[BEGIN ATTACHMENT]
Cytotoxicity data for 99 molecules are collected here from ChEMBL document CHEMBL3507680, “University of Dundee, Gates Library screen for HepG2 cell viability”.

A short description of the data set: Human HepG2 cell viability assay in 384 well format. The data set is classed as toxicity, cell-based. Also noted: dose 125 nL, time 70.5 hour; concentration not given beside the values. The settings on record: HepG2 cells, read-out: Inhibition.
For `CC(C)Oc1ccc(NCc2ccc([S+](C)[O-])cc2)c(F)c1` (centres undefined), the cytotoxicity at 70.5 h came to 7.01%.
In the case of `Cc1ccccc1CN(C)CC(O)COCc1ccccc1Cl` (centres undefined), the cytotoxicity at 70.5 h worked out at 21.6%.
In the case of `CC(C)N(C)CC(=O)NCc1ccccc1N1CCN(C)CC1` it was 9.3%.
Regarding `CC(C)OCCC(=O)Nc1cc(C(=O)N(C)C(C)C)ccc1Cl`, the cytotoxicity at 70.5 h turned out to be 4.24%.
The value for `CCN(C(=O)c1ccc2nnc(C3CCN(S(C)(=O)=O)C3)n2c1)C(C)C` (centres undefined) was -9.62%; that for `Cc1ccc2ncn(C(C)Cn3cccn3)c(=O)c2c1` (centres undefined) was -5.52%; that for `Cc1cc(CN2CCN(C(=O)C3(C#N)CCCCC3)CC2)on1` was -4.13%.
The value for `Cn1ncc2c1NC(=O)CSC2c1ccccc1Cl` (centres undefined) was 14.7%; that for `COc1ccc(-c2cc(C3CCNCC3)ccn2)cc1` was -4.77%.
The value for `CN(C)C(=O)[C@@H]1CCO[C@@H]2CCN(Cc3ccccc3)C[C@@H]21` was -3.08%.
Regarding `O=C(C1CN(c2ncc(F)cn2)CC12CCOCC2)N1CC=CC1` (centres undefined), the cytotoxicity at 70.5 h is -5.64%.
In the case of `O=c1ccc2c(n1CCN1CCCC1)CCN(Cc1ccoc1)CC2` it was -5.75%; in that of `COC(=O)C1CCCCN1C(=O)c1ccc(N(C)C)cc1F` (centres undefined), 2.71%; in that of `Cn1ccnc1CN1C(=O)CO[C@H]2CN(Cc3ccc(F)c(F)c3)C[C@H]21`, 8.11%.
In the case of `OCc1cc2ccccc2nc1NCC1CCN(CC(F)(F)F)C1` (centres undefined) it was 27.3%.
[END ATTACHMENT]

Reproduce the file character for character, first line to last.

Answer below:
Cytotoxicity data for 99 molecules are collected here from ChEMBL document CHEMBL3507680, “University of Dundee, Gates Library screen for HepG2 cell viability”.

A short description of the data set: Human HepG2 cell viability assay in 384 well format. The data set is classed as toxicity, cell-based. Also noted: dose 125 nL, time 70.5 hour; concentration not given beside the values. The settings on record: HepG2 cells, read-out: Inhibition.
For `CC(C)Oc1ccc(NCc2ccc([S+](C)[O-])cc2)c(F)c1` (centres undefined), the cytotoxicity at 70.5 h came to 7.01%.
In the case of `Cc1ccccc1CN(C)CC(O)COCc1ccccc1Cl` (centres undefined), the cytotoxicity at 70.5 h worked out at 21.6%.
In the case of `CC(C)N(C)CC(=O)NCc1ccccc1N1CCN(C)CC1` it was 9.3%.
Regarding `CC(C)OCCC(=O)Nc1cc(C(=O)N(C)C(C)C)ccc1Cl`, the cytotoxicity at 70.5 h turned out to be 4.24%.
The value for `CCN(C(=O)c1ccc2nnc(C3CCN(S(C)(=O)=O)C3)n2c1)C(C)C` (centres undefined) was -9.62%; that for `Cc1ccc2ncn(C(C)Cn3cccn3)c(=O)c2c1` (centres undefined) was -5.52%; that for `Cc1cc(CN2CCN(C(=O)C3(C#N)CCCCC3)CC2)on1` was -4.13%.
The value for `Cn1ncc2c1NC(=O)CSC2c1ccccc1Cl` (centres undefined) was 14.7%; that for `COc1ccc(-c2cc(C3CCNCC3)ccn2)cc1` was -4.77%.
The value for `CN(C)C(=O)[C@@H]1CCO[C@@H]2CCN(Cc3ccccc3)C[C@@H]21` was -3.08%.
Regarding `O=C(C1CN(c2ncc(F)cn2)CC12CCOCC2)N1CC=CC1` (centres undefined), the cytotoxicity at 70.5 h is -5.64%.
In the case of `O=c1ccc2c(n1CCN1CCCC1)CCN(Cc1ccoc1)CC2` it was -5.75%; in that of `COC(=O)C1CCCCN1C(=O)c1ccc(N(C)C)cc1F` (centres undefined), 2.71%; in that of `Cn1ccnc1CN1C(=O)CO[C@H]2CN(Cc3ccc(F)c(F)c3)C[C@H]21`, 8.11%.
In the case of `OCc1cc2ccccc2nc1NCC1CCN(CC(F)(F)F)C1` (centres undefined) it was 27.3%.